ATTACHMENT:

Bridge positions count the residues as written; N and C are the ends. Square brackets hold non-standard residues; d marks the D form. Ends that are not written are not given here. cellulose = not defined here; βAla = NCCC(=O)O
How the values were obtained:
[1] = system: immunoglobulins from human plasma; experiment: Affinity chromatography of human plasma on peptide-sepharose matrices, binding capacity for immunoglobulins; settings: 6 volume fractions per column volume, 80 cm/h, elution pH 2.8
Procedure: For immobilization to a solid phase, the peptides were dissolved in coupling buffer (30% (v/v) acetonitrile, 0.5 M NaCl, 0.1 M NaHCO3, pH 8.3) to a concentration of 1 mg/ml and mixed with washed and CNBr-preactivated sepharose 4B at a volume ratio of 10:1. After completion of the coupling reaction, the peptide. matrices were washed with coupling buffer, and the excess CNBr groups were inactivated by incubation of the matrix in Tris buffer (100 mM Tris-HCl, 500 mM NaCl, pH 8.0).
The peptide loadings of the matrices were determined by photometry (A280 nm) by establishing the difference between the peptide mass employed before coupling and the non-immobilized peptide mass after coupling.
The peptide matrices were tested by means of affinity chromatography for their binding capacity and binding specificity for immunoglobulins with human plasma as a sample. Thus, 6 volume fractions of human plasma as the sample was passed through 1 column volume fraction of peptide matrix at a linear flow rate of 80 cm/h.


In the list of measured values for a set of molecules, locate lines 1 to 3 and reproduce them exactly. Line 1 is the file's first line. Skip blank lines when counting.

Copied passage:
Bridge positions count the residues as written; N and C are the ends. Square brackets hold non-standard residues; d marks the D form. Ends that are not written are not given here. cellulose = not defined here; βAla = NCCC(=O)O
How the values were obtained:
[1] = system: immunoglobulins from human plasma; experiment: Affinity chromatography of human plasma on peptide-sepharose matrices, binding capacity for immunoglobulins; settings: 6 volume fractions per column volume, 80 cm/h, elution pH 2.8